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penandpaper0089 wrote (~6 minutes ago): "... It is realistic ... that you could be forced into complicated positions that don't resemble your opening of choice or have any themes that you can latch on to at all. Your book knowledge may not be very helpful there. It doesn't help much that this happens in just about every game of chess."
About what percentage of chess games have you witnessed? In how many of those did you have knowledge of what the players had been reading?
"It is important for club players to build up a suitable opening repertoire." - GM Artur Yusupov (2010)
"... [After 1 e4 e5 2 Nf3 Nc6 3 Bc4 Bc5 4 b4 Bxb4 5 c3, if] Black plays 5...Bc5 ..., White can play the desired 6 d4 with less risk. With [5...Ba5], Black pins the c3-pawn, thus not allowing White to take back with the c-pawn after 6 d4 exd4. ..." - FM Carsten Hansen (2010)Could a comment like that be helpful to a player below 2000?
Sure it could. What's the point?
In chess it's easy to take for granted the things you've known for a long time.
Sounds like you wasted a lot of time memorizing opening lines.
Take a player who only studied _____ and knows nothing about openings, and suddenly the openings don't seem so unimportant.
Hardly. I know 5 or 6 moves in some positions and that's it. And even then it has nothing to do with the result of the game.
How do you know ...Qxb2 is bad? Does it just look bad or is there proof? Did that proof come from intuition or was calculation actually necessary to prove that it's bad? What about ...Qxb2 in the Najdorf or the Trompowsky? Can you eye-ball those positions as well and come to a conclusion? Often times terrible looking moves work just fine. There were plenty of ugly moves that Black could have played in the game and interestingly they all required great calculation to prove they were not sufficient. Whether ...Qxb2 was justified or not, White needed to be able to calculate lots of potential lines in order to prove it. That's the point really. Knowing wasn't even half the battle in this case.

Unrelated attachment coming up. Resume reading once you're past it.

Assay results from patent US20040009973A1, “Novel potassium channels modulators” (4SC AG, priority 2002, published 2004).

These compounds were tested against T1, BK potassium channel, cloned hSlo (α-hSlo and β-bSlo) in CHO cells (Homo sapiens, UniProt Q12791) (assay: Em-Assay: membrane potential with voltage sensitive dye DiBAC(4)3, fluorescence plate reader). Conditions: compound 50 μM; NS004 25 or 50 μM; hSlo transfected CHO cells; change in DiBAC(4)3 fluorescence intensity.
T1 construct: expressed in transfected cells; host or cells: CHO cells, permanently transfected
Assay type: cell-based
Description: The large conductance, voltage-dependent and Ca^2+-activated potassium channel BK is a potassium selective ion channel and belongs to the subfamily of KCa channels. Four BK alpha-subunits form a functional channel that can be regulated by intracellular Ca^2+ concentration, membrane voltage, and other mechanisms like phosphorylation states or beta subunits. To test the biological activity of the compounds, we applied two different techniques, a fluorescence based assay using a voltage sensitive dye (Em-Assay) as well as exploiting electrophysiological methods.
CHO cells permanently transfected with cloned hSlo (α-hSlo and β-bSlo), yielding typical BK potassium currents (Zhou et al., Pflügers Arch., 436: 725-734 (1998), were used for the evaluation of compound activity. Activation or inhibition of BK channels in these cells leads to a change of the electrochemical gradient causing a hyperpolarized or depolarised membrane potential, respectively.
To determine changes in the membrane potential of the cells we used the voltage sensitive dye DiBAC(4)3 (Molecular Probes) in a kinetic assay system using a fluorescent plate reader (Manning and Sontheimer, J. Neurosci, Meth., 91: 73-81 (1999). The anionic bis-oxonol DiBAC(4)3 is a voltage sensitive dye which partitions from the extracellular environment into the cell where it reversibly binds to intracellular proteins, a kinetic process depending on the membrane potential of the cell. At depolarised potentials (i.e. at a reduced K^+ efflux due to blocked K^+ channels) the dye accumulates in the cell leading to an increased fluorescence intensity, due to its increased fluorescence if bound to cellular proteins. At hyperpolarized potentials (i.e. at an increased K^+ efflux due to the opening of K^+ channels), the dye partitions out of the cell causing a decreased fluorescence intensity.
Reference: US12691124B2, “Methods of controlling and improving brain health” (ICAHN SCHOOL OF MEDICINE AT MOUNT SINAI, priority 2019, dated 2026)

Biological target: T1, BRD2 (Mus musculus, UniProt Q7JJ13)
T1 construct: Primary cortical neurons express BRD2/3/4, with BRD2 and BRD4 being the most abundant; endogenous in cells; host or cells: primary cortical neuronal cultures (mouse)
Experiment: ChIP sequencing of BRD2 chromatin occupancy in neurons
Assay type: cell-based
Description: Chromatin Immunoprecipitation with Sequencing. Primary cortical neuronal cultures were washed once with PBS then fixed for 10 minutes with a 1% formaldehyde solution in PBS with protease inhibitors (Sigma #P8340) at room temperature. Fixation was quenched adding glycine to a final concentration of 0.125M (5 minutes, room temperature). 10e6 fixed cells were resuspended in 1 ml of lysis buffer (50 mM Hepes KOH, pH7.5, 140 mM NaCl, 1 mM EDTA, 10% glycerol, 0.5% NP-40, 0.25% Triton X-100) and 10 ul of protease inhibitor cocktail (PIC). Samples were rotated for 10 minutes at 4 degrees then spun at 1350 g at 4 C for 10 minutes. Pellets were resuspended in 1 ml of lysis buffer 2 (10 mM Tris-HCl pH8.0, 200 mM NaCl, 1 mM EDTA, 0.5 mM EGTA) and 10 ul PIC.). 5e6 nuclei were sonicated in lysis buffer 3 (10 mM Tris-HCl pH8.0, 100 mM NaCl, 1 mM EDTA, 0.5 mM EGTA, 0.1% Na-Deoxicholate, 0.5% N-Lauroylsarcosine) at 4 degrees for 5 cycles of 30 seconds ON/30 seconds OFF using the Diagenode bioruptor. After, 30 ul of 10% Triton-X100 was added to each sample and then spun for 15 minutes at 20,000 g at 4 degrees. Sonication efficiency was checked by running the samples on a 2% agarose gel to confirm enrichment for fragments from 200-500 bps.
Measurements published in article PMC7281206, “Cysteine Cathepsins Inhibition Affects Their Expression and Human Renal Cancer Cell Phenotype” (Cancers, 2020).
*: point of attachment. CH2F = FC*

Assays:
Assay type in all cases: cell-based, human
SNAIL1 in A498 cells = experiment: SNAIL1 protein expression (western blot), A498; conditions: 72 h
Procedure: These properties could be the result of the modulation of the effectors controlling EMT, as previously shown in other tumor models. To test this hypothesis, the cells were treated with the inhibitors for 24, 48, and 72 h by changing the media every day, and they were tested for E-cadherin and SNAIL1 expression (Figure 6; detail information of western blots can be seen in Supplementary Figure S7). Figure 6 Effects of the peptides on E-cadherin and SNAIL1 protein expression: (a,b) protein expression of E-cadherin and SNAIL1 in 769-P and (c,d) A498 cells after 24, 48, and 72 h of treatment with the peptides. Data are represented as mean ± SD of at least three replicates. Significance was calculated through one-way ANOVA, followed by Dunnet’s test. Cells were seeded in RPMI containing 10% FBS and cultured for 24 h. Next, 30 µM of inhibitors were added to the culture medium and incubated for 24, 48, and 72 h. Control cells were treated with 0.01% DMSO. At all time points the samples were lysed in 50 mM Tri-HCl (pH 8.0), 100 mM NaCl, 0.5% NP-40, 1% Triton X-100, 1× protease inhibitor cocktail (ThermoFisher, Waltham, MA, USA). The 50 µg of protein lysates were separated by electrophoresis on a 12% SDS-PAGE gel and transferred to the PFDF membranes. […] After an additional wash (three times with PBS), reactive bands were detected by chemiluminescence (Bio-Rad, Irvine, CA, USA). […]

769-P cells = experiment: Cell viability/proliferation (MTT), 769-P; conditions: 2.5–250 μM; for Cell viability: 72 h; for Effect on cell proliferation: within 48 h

And finally, how relevant are Slav defense themes here if the position is not even a Slav anymore?
...Qb6–Qb6xb2 is nonsense because there's no follow up for Black, while White gets just about all his pieces well placed to counter against Black's King. It may look similar to the poisoned pawn line in the Najdorf, but that's all, "it looks similar" but it's not, as in the Najdorf Black has better piece coordination over the squares surrounding his King.
Furthermore, the name of the opening system is irrelevant. When studying systems there's no stop or importance in moves 15, 25 or 65. We study pawn structures and piece placement aiming for coordination and activity for both sides, that is, the basis and evolution of the available and logical plans from a position. In your example, Black aimed for activity on the queenside, but disregarding White's plans on the center and kingside, which was (or is) stronger as the King has more value than 2 pawns.
Eyeball? Indeed! That's what you "learn" when studying openings systems the way you should. An example from a sim exhibition:
This is all great in a vacuum but not in real games.
1.) Typical plans are great. Except when you blunder. Then they don't matter anymore.
2.) Knowing what to do is super helpful. Not so much when someone changes the nature of the position to something unrecognizable and then you blunder.
Why are players U2000? Because they don't know the typical plans of the opening? Because they play too many openings? No. It's tactics. When players get over that I can see these things being relevant but not before.
People blunder less when their comfortable in the position, which occurs when they have an idea of what both sides commonly try to achieve.
The difference between levels of players isn't their capability to understand the logic in the position, but their precision . . .
For the typical novice, chess can be complicated because they don't know what to look for, so they waste time analyzing more than they should, or moves they shouldn't.
Perhaps at higher levels it's not a matter of understanding, but a novice's lack of precision due to not understanding the position is the same as... simply not understanding the logic of the position
Hehe, sure indeed.
But my comment was in the context of opening study as a method to improve the precision of novices (or anyone for that matter) during a game because they're already familiar with the plans and evolution along the middlegame and ending.
As an example of not playing the best moves, the engine showing 0.00, but still having practical chances due to superior position requiring black to be more accurate than white:
I think if you are not able to see a simple pin as Ng3 and win the f5 knight a player is never able to find al the good moves after Rxc7 and win the game even as the computer gives an equal elval. This win is so much more difficult to find.